President’s comment – Councillor Linda Scott President Local Government NSW
Time is quickly running out to deal with New South Wales’s (NSW) impending waste and recycling crisis, which is among the highest environmental issues facing councils across our State and Australia as a whole.
Rapidly approaching waste export ban deadlines, inadequate waste and recycling infrastructure and the lack of a cohesive, comprehensive State plan to address this growing problem is an increasing concern to NSW councils.
Councils have always been at the forefront of dealing with waste and recycling, but limited funding and capacity means they rely on State and Federal support.
Local Government NSW (LGNSW) has been calling on all tiers of government for decades to partner with councils to drive improvements, most recently through our Save Our Recycling campaign.
I am pleased to report we are finally beginning to see progress, with both State and Federal governments announcing recent funding and regulatory initiatives that reflect some of the changes we’ve been calling for.
Among the most recent is January’s NSW Government announcement of a $35 million Remanufacture NSW program, designed to match industry funding for projects that turn waste into a reusable product.
Remanufacture NSW is jointly funded from the Commonwealth’s $190 million Recycling Modernisation Fund – which is expected to leverage around $600 million towards waste diversion and create around 10,000 related jobs across Australia.
These are positive steps forward, but to make waste a product rather than a problem there is so much more needs to be done.
One of the most pressing priorities is for State and Federal governments to liaise more with councils in developing plans and funding priorities.
Councils are best placed to know the recycling gaps and infrastructure needs of their communities and regions, and it is ludicrous not to tap into their expertise.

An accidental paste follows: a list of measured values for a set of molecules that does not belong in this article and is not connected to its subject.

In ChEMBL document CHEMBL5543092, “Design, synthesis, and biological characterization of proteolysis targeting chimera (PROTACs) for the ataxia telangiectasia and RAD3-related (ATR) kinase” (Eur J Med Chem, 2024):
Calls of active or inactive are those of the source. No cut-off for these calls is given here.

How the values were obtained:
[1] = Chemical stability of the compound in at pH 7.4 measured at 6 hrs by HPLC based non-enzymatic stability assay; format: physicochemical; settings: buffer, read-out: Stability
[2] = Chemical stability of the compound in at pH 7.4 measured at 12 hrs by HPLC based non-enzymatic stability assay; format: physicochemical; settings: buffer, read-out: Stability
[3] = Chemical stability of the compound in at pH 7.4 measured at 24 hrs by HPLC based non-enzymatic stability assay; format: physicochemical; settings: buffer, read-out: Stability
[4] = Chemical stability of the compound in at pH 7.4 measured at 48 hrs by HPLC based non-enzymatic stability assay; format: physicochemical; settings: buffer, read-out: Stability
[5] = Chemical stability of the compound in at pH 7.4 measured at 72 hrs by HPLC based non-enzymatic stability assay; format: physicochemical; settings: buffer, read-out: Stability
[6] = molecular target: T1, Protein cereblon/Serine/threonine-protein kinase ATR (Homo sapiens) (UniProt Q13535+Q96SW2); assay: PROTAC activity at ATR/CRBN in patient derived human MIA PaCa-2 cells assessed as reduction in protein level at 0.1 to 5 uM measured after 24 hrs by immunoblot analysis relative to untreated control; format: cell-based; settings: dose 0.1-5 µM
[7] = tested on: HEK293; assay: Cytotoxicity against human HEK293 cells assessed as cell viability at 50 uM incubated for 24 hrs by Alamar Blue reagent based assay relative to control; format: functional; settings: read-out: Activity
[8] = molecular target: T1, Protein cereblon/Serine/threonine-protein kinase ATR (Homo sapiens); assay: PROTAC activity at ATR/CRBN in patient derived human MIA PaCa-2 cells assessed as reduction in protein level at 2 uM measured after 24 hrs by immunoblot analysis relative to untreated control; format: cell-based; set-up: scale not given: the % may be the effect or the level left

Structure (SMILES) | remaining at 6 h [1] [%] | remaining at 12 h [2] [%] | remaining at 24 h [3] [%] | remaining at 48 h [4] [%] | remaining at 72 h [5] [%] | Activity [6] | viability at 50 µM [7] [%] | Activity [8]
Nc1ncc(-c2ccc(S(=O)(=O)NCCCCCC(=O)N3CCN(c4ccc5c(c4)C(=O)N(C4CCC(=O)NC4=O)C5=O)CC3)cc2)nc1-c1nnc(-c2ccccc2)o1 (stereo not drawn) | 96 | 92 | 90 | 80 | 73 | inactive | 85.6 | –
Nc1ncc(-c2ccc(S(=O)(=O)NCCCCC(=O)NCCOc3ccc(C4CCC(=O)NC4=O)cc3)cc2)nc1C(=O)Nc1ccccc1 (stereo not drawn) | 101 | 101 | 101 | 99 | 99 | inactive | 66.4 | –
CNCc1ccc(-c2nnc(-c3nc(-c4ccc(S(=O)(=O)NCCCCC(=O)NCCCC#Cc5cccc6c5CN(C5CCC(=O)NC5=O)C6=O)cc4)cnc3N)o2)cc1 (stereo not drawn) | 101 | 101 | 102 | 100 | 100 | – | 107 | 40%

Many NSW councils, as well as LGNSW and the Australian Local Government Association, have called on the Commonwealth Government to give local government a voice on the national cabinet it formed last year in reaction to the multiple crises we faced at the time.
Ironically, councils were at the frontline of dealing with those crises, such as drought and bushfires, but had no seat at the decision-making table. We continue to press for that to change.
Which leads to the other environmental issue NSW councils are making inroads on – our changing climate.
LGNSW has partnered with the NSW Government to provide funding support for council-driven initiatives that address climate change risks through the $2.8 million Increasing Resilience to Climate Change program.
So far funding has helped support research into flood gating systems, adapting domestic water supplies, vegetation and heat adaptation strategies, and addressing urban heat through better land use, to name just a few.
One of the key reasons I first became a councillor was my personal conviction that action at a local government and grassroots level is the most effective way to fix the pressing environmental issues we face.
As a City of Sydney councillor and president of both LGNSW and ALGA, I am proud of the progress councils have made even in just the past few years. But we have a long road ahead and we must remain focussed, because half measures will not win the day.